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ISSUE 6  June 8, 2000

 

POTATO LATE BLIGHT HOT LINE

    The potato late blight hot line is in operation again this year. It provides late blight severity values for 22 sites in North Dakota and contiguous Minnesota; 15 are non-irrigated sites and 7 are irrigated sites. In addition to the severity values, NDSU recommendations are also provided. The hot line is updated every Monday, Wednesday and Friday . The hot line can be reached by telephone at: 1-888-482-7282. It is also available on the Web at:

http://www.ndsu.nodak.edu/instruct/gudmesta/lateblight/

 

CANOLA SPRAY DECISIONS FOR SCLEROTINIA MANAGEMENT

    The decision to use a fungicide for Sclerotinia management is never easy due to the cost of registered fungicides. Conditions favoring Sclerotinia and an economic return include plentiful rainfall leading up to flowering, a dense canopy, and a forecast of continued wet or humid weather after the application. Yield potential should be 1,500 lb/A or more. Most Canadian recommendations stress a yield potential of 1,500 lb/A. With sagging oilseed prices, we need to consider the cost
of fungicide more closely. If the cost is less than $20/A a yield potential of 1,500 lb/A may be considered if disease potential is high, but if the cost of fungicide is more than $20/A a yield potential of at least 2,000 lb/A is needed for the likelihood of an economic return.

    For producers near the Canadian border, the Web site of the Canola Council of Canada provides useful information at http://www.canola-council.org. Click on "Weather and Crop Forecasts" then click on "Sclerotinia Risk Maps". These risk maps are updated twice a week, beginning in mid-June.

    Another decision aid is the Sclerotinia Risk Assessment, which is reproduced, by permission of the Canola Council of Canada, in North Dakota Extension Report 54, by Arthur Lamey and Richard Meronuck. The risk assessment is also available on the Canola Council of Canada Web site.

Art Lamey
Extension Plant Pathologist
alamey@ndsuext.nodak.edu

 

SMALL GRAIN DISEASE SURVEY

    Wheat leaf rust detections: Wheat leaf rust was detected in winter wheat plots at Casselton on May 31, by Dr. Jim Miller, USDA Cereal Rust Pathologist, Fargo. He found trace amounts in plots of Roughrider, Seward, Northstar, and Nekota winter wheat varieties. Greg Endres, Area Extension specialist at Carrington, and Tom Olson, Stutsman Co. Agent, found trace amounts of wheat leaf rust on June 1, in a commercial field of winter wheat in Stutsman Co.

    So wheat leaf rust has found its way to ND now, but still in very low amounts. As the latest Cereal Rust Bulletin # 5 (June 6) states: "The timing of this rust development in North Dakota is the same as last year when leaf rust became more widespread in the upper Midwest than in the past 20 years".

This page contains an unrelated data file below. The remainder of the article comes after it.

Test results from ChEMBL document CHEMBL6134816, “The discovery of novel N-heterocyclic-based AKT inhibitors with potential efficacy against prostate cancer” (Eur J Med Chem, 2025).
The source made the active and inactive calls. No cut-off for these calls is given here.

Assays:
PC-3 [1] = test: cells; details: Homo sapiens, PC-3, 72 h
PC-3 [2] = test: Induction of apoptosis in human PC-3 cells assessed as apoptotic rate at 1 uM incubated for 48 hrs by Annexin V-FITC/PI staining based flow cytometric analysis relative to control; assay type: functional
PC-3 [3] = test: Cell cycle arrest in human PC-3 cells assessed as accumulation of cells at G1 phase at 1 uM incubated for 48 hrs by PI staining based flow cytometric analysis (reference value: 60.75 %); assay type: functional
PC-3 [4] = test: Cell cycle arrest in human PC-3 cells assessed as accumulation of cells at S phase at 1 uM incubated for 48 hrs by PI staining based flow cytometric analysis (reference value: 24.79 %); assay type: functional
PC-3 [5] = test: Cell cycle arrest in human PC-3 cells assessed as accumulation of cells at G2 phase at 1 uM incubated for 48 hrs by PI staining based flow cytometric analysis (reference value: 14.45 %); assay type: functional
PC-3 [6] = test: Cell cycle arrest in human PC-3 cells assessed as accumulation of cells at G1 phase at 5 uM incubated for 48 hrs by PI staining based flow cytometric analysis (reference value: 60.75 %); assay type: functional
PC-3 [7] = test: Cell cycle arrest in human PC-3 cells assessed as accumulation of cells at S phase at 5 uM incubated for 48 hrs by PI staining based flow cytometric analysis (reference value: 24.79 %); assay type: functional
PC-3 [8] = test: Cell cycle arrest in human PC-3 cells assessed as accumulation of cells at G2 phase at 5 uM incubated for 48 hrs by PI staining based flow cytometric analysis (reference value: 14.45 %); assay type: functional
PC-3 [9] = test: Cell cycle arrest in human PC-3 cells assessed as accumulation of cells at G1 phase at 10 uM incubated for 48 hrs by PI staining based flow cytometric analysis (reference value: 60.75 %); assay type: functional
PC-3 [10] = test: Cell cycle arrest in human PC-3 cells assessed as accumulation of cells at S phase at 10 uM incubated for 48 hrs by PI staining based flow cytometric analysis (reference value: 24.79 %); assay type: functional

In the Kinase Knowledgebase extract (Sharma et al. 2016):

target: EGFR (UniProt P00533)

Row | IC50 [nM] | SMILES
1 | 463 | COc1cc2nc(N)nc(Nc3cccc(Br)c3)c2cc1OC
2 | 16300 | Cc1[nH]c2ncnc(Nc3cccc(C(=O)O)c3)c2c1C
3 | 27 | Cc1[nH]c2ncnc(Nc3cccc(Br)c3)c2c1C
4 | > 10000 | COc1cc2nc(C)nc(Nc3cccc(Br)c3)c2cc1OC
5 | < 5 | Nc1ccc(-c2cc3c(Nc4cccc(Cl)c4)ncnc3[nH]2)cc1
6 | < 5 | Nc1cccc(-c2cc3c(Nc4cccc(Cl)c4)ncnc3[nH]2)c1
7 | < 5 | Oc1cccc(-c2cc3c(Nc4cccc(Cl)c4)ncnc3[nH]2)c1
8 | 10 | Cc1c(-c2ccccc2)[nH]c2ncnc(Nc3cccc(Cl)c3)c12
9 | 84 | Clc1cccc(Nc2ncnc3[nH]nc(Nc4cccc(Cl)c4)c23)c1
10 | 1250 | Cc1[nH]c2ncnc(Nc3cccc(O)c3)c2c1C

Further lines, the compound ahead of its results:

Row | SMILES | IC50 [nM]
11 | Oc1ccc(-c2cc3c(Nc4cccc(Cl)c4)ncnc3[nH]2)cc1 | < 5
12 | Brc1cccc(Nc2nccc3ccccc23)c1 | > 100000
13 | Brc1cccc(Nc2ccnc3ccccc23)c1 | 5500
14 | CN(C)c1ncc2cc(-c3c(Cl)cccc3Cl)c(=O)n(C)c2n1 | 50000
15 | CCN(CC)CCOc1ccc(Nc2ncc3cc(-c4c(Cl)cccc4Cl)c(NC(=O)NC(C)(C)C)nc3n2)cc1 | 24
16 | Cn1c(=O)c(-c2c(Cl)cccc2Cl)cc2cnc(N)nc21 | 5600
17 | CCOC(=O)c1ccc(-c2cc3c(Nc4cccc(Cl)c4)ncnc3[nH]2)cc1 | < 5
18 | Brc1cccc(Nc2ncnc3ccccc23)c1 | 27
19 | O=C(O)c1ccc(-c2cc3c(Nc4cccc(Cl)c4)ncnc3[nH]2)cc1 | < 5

Barley yellow dwarf virus (BYDV) was detected in Sargent Co. on May 31 by Matthew Gregoire and Marcia McMullen. Most of the winter wheat fields surveyed showed scattered infections, with the typical bright yellowing of the leaves, from the tip downward, and some with stunting, as well. We found a few English grain aphids and greenbugs, but really had to hunt for them, so populations of grain aphids are still very low. Amy Dukart, field scout in the southwest, also found BYDV this last week, in a winter wheat field and in a barley field in Adams County.

    The detection of BYDV but low populations of aphids, plus the detection of leaf rust, indicate a "wait and see" approach for now, but also the need for careful and frequent monitoring for cereal aphids and rust development! The later planted small grain crops will have the biggest risk for these two diseases.

    Other disease observations this past week: Tan spot was the most common disease observed on wheat across the state. Jerry Schneider found mostly tan spot in central counties, with tan spot confined to bottom leaves in spring wheats, and some infections on mid-leaves in a winter wheat field. He also saw a few aphids here and there. Greg Endres, Area Agronomist at Carrington, and Kent Aldrin, Sheridan Co. Agent, observed some severe tan spot on 3 leaf wheat in a field of wheat planted into wheat stubble.

    In the south east area, Matthew Gregoire found tan spot to be common on winter wheats, even with a few infection spots on the flag leaf. Spring wheats in this region were relatively disease free.

    In the north central area, Alison Marsland very low levels of tan spot on lower leaves of durum wheat, plus some low incidences of root rot on durum.

    Amy Dukart also found tan spot to be the most common disease observation on spring wheat in southwestern counties. She also found net blotch in barley, and a field with WSMV symptoms in Hettinger Co.

Marcia McMullen
Extension Plant Pathologist
mmcmulle@ndsuext.nodak.edu

 

WHEAT DISEASE FORECASTING SYSTEM

    The NDSU wheat disease forecasting system will once again be operational this season. Forecasts will be provided for scab, tan spot, Stagonospora (Septoria) blotch, and - new for this year - wheat leaf rust. All diseases will be forecasted for locales surrounding 17 NDAWN stations in the Red River Valley and the northern tier of counties in North Dakota. In addition, leaf diseases only will be forecasted at seven NDAWN sites - Cando, Carrington, Crary, Dazey, McHenry, Prosper, and Wyndmere. The system may be accessed on the web at

http://www.ag.ndsu.nodak.edu/cropdisease

or by telephone at 1-888-248-7357 (231-6601 in Fargo calling area).

Leonard Francl
francl@badlands.nodak.edu


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